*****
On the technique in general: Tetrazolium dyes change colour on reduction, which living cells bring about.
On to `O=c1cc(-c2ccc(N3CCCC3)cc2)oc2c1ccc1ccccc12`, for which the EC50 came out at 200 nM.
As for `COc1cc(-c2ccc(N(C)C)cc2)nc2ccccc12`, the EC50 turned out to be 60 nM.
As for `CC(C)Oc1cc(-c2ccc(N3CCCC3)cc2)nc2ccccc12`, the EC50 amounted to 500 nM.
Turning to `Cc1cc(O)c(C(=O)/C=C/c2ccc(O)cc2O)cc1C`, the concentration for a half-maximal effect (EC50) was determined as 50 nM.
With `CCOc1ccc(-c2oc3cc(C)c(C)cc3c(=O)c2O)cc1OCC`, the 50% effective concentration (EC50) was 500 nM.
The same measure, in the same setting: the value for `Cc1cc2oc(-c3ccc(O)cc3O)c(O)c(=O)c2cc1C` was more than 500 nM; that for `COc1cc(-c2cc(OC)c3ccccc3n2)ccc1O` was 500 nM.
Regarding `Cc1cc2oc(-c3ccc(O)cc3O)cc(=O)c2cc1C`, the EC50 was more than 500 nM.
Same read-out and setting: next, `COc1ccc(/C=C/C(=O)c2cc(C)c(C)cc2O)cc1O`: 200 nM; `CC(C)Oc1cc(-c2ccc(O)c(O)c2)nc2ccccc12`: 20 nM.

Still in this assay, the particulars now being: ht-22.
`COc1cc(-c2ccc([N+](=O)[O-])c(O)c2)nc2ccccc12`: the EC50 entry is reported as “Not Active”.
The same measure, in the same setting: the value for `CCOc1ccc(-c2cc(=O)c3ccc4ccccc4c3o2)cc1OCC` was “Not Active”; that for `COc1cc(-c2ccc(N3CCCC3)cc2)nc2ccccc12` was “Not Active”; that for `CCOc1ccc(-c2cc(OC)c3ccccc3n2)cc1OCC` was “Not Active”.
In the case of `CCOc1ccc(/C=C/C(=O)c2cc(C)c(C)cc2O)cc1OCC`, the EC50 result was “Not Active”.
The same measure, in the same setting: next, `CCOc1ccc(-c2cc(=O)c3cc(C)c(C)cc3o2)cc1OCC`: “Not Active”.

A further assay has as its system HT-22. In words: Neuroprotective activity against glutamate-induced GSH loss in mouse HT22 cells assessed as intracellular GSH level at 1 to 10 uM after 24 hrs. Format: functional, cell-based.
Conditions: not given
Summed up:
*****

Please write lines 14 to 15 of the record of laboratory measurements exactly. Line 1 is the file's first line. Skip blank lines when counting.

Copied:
The same measure, in the same setting: next, `CCOc1ccc(-c2cc(=O)c3cc(C)c(C)cc3o2)cc1OCC`: “Not Active”.

A further assay has as its system HT-22. In words: Neuroprotective activity against glutamate-induced GSH loss in mouse HT22 cells assessed as intracellular GSH level at 1 to 10 uM after 24 hrs. Format: functional, cell-based.